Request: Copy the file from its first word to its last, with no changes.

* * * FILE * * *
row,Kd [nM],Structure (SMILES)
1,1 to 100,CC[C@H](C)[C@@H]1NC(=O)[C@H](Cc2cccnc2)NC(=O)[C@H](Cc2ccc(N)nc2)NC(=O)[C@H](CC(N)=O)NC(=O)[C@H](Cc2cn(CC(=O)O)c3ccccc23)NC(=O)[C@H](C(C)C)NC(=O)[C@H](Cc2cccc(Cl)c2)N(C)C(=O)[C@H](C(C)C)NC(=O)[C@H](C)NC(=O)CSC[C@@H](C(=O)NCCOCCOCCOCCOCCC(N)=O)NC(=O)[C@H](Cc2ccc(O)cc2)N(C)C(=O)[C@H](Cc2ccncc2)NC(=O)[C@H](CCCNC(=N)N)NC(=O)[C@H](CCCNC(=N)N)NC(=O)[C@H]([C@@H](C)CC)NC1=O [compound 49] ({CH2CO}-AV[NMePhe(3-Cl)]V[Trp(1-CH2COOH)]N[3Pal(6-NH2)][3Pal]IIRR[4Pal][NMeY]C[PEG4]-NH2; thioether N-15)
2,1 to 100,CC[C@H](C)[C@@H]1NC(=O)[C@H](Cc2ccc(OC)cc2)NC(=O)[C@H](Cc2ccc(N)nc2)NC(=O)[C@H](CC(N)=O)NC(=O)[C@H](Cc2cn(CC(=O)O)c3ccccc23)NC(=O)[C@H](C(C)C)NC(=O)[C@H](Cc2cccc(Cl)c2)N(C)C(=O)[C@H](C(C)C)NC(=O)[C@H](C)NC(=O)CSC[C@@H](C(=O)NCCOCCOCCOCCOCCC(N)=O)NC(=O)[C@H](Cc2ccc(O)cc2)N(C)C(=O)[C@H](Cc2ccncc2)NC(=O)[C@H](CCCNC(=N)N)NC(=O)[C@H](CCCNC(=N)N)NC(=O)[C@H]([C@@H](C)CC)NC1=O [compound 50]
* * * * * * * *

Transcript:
row,Kd [nM],Structure (SMILES)
1,1 to 100,CC[C@H](C)[C@@H]1NC(=O)[C@H](Cc2cccnc2)NC(=O)[C@H](Cc2ccc(N)nc2)NC(=O)[C@H](CC(N)=O)NC(=O)[C@H](Cc2cn(CC(=O)O)c3ccccc23)NC(=O)[C@H](C(C)C)NC(=O)[C@H](Cc2cccc(Cl)c2)N(C)C(=O)[C@H](C(C)C)NC(=O)[C@H](C)NC(=O)CSC[C@@H](C(=O)NCCOCCOCCOCCOCCC(N)=O)NC(=O)[C@H](Cc2ccc(O)cc2)N(C)C(=O)[C@H](Cc2ccncc2)NC(=O)[C@H](CCCNC(=N)N)NC(=O)[C@H](CCCNC(=N)N)NC(=O)[C@H]([C@@H](C)CC)NC1=O [compound 49] ({CH2CO}-AV[NMePhe(3-Cl)]V[Trp(1-CH2COOH)]N[3Pal(6-NH2)][3Pal]IIRR[4Pal][NMeY]C[PEG4]-NH2; thioether N-15)
2,1 to 100,CC[C@H](C)[C@@H]1NC(=O)[C@H](Cc2ccc(OC)cc2)NC(=O)[C@H](Cc2ccc(N)nc2)NC(=O)[C@H](CC(N)=O)NC(=O)[C@H](Cc2cn(CC(=O)O)c3ccccc23)NC(=O)[C@H](C(C)C)NC(=O)[C@H](Cc2cccc(Cl)c2)N(C)C(=O)[C@H](C(C)C)NC(=O)[C@H](C)NC(=O)CSC[C@@H](C(=O)NCCOCCOCCOCCOCCC(N)=O)NC(=O)[C@H](Cc2ccc(O)cc2)N(C)C(=O)[C@H](Cc2ccncc2)NC(=O)[C@H](CCCNC(=N)N)NC(=O)[C@H](CCCNC(=N)N)NC(=O)[C@H]([C@@H](C)CC)NC1=O [compound 50]